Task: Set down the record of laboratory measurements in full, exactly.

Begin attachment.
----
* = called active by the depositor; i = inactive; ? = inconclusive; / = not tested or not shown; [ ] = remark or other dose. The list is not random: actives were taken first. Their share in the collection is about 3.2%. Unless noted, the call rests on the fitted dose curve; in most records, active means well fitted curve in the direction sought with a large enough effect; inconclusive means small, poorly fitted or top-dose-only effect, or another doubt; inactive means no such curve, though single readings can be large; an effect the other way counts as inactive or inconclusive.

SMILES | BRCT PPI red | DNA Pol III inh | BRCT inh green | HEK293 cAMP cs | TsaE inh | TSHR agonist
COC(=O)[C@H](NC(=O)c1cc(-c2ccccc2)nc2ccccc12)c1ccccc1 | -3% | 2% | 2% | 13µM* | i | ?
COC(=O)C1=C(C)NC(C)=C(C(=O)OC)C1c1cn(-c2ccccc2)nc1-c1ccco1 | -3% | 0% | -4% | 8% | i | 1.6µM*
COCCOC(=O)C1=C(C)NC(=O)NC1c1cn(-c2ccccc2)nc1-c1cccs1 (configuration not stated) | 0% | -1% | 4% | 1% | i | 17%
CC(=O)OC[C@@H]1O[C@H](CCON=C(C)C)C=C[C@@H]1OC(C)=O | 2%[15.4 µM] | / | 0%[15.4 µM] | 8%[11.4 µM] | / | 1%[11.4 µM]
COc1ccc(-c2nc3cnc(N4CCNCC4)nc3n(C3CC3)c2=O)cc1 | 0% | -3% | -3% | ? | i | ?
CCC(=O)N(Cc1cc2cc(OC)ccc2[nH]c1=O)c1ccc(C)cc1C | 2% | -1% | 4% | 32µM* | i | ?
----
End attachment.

* = called active by the depositor; i = inactive; ? = inconclusive; / = not tested or not shown; [ ] = remark or other dose. The list is not random: actives were taken first. Their share in the collection is about 3.2%. Unless noted, the call rests on the fitted dose curve; in most records, active means well fitted curve in the direction sought with a large enough effect; inconclusive means small, poorly fitted or top-dose-only effect, or another doubt; inactive means no such curve, though single readings can be large; an effect the other way counts as inactive or inconclusive.

SMILES | BRCT PPI red | DNA Pol III inh | BRCT inh green | HEK293 cAMP cs | TsaE inh | TSHR agonist
COC(=O)[C@H](NC(=O)c1cc(-c2ccccc2)nc2ccccc12)c1ccccc1 | -3% | 2% | 2% | 13µM* | i | ?
COC(=O)C1=C(C)NC(C)=C(C(=O)OC)C1c1cn(-c2ccccc2)nc1-c1ccco1 | -3% | 0% | -4% | 8% | i | 1.6µM*
COCCOC(=O)C1=C(C)NC(=O)NC1c1cn(-c2ccccc2)nc1-c1cccs1 (configuration not stated) | 0% | -1% | 4% | 1% | i | 17%
CC(=O)OC[C@@H]1O[C@H](CCON=C(C)C)C=C[C@@H]1OC(C)=O | 2%[15.4 µM] | / | 0%[15.4 µM] | 8%[11.4 µM] | / | 1%[11.4 µM]
COc1ccc(-c2nc3cnc(N4CCNCC4)nc3n(C3CC3)c2=O)cc1 | 0% | -3% | -3% | ? | i | ?
CCC(=O)N(Cc1cc2cc(OC)ccc2[nH]c1=O)c1ccc(C)cc1C | 2% | -1% | 4% | 32µM* | i | ?